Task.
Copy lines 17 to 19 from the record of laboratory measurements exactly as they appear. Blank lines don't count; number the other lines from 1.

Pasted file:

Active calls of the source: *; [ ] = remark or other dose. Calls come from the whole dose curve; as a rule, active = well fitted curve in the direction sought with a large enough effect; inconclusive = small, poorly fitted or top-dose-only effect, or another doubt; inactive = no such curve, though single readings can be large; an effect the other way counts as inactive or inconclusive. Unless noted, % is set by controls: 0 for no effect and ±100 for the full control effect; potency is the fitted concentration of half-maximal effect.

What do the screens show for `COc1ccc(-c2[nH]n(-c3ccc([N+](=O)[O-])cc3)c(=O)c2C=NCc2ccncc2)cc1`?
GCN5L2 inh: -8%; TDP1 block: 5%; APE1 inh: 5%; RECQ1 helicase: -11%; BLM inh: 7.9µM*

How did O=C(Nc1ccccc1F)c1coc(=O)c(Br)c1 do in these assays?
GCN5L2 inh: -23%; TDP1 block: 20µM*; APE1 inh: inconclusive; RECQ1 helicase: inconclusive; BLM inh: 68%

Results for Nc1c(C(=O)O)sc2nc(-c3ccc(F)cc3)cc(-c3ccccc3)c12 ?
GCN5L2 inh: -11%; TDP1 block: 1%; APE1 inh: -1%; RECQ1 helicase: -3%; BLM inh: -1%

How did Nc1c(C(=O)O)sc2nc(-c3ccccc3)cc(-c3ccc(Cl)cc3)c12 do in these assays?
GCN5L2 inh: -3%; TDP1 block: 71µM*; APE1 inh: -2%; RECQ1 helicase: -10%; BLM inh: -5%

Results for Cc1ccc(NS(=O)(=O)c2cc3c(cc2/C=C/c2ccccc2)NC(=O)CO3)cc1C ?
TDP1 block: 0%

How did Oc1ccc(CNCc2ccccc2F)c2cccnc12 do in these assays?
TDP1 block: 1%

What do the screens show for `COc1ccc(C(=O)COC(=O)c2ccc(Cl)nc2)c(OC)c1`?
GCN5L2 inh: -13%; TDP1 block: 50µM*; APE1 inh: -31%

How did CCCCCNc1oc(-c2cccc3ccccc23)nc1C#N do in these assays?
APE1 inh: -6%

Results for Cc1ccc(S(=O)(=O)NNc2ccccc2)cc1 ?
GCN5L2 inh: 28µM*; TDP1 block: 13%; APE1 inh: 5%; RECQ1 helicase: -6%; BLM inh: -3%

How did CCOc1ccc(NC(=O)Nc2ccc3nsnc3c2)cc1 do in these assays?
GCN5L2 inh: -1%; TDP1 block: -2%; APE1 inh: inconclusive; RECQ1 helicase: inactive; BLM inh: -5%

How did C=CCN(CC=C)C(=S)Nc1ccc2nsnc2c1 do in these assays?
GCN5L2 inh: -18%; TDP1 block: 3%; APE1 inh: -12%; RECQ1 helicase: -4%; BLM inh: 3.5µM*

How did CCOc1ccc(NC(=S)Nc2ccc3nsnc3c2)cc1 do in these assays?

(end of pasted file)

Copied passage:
APE1 inh: -6%

Results for Cc1ccc(S(=O)(=O)NNc2ccccc2)cc1 ?
GCN5L2 inh: 28µM*; TDP1 block: 13%; APE1 inh: 5%; RECQ1 helicase: -6%; BLM inh: -3%